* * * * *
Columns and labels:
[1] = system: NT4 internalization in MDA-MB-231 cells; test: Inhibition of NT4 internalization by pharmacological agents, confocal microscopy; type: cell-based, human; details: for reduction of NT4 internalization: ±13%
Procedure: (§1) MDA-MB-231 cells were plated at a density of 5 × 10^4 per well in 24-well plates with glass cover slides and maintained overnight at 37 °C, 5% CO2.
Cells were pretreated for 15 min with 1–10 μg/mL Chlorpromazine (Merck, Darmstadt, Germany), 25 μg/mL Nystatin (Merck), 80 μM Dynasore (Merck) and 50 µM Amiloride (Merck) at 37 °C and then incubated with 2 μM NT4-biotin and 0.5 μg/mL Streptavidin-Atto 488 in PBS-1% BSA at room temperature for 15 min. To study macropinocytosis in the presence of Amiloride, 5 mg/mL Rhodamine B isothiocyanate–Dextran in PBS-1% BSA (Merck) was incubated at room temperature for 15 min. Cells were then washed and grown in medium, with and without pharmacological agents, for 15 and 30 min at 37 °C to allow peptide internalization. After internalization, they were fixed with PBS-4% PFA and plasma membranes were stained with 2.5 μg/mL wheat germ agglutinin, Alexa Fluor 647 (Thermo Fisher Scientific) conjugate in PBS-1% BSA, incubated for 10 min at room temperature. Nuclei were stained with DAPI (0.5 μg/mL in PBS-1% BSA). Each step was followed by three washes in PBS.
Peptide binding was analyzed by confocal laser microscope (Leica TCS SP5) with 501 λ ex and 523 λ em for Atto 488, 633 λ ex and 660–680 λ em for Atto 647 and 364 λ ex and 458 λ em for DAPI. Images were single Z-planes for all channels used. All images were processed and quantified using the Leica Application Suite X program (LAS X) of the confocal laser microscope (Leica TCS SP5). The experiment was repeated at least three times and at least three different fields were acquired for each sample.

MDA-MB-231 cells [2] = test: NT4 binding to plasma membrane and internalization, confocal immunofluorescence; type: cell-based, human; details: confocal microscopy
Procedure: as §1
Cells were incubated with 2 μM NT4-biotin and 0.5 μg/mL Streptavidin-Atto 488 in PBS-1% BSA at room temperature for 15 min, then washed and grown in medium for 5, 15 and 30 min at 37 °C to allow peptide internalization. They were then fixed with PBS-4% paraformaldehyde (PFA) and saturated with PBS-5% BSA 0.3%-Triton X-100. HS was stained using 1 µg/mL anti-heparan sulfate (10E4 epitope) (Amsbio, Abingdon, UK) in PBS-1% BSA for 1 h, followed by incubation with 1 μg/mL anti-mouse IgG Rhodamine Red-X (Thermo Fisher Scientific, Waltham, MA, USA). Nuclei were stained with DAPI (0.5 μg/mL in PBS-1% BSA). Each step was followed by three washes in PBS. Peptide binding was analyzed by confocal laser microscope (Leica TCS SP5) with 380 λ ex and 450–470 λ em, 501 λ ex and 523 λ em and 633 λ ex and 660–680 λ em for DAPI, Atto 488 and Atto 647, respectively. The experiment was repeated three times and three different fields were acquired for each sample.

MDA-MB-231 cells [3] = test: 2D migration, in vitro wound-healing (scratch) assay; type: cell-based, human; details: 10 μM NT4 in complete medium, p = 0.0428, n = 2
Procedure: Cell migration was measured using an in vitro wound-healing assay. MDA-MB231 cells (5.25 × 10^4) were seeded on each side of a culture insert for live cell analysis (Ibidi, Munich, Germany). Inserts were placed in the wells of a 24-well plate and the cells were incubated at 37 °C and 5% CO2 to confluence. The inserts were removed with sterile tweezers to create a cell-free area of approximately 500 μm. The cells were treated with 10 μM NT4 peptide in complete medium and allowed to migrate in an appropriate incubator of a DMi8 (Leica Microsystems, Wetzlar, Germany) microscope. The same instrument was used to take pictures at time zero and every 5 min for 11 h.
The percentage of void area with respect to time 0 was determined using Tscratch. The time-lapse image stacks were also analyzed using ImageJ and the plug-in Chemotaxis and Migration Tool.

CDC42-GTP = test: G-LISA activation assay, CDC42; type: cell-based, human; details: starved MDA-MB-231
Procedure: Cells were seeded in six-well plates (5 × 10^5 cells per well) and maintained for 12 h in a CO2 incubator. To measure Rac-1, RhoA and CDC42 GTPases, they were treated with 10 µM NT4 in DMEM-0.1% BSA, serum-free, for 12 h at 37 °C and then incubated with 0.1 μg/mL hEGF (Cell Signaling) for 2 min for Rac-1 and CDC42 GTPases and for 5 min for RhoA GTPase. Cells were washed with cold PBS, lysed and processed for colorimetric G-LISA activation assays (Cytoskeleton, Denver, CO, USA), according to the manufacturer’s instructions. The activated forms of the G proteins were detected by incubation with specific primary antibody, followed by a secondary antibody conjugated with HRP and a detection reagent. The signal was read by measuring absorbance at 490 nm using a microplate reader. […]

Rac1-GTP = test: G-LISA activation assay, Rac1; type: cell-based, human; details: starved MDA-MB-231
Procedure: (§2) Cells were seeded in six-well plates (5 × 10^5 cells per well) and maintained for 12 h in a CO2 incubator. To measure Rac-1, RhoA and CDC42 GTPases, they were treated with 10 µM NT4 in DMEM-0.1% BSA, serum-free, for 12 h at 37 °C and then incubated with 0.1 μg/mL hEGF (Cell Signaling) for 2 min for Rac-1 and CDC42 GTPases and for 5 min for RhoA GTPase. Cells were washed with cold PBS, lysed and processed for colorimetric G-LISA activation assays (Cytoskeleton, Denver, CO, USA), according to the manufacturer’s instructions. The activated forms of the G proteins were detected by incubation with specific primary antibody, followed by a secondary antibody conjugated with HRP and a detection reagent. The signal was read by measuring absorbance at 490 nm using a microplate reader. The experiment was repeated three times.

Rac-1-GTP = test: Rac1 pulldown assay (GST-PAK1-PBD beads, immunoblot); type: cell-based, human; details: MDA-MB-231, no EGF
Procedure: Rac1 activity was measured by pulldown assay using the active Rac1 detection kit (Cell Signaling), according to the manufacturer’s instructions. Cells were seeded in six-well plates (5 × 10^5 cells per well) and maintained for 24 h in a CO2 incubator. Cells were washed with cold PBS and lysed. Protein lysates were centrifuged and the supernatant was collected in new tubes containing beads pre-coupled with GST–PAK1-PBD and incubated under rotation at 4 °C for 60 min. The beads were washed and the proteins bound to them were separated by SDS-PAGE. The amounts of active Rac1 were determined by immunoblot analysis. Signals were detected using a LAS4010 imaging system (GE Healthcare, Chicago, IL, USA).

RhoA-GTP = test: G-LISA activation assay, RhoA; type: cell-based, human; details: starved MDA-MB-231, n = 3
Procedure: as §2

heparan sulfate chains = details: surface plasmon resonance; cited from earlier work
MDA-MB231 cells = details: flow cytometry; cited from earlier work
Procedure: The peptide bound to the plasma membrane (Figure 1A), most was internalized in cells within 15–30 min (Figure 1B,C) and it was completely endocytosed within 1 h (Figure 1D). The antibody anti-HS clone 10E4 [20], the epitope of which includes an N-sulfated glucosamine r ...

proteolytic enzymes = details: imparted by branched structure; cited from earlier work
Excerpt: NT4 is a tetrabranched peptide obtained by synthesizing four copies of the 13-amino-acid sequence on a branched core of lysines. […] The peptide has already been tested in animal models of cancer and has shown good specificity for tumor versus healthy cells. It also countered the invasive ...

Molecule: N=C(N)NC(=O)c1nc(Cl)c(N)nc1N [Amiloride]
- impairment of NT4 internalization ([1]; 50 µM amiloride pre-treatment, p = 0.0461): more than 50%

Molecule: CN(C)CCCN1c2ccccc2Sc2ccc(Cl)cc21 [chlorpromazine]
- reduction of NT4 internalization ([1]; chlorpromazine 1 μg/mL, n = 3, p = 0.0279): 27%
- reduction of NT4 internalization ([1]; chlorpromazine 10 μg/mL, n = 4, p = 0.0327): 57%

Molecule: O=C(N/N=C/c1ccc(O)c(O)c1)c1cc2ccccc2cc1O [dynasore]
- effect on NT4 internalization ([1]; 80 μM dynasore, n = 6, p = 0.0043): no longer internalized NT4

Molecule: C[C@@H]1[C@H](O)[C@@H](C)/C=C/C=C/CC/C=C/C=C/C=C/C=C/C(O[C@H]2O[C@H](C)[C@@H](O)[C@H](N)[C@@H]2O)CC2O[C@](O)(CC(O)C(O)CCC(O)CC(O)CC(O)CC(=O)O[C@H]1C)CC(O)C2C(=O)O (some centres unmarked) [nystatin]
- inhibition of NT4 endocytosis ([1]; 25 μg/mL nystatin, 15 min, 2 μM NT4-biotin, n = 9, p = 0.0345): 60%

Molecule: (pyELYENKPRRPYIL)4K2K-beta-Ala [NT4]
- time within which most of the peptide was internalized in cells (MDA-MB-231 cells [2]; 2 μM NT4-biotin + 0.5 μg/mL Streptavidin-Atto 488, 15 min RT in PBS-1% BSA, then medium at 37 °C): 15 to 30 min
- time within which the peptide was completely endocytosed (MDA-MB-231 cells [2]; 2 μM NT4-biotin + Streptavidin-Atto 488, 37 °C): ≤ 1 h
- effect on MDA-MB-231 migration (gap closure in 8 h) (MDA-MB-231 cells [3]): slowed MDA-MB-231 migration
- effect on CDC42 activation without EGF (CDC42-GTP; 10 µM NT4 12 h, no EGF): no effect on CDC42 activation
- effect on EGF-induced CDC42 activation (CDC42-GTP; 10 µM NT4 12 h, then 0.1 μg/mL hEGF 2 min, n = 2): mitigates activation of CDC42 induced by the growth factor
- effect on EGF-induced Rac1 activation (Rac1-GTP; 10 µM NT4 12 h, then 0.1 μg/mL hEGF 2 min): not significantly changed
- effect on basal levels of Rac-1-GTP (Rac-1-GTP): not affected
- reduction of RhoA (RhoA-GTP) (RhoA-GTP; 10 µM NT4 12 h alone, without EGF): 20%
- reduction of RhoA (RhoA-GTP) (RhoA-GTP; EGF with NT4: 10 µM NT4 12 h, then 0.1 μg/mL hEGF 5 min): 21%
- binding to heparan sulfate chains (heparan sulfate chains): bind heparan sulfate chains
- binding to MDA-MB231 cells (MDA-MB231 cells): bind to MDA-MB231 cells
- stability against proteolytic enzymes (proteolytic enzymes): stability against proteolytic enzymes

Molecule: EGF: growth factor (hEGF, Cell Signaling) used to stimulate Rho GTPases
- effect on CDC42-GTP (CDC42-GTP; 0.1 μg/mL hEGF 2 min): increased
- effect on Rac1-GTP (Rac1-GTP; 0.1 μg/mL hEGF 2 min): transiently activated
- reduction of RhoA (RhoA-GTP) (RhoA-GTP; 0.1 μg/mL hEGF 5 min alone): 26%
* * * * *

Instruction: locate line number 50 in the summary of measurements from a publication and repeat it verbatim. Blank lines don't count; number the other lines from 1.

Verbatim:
- reduction of RhoA (RhoA-GTP) (RhoA-GTP; 0.1 μg/mL hEGF 5 min alone): 26%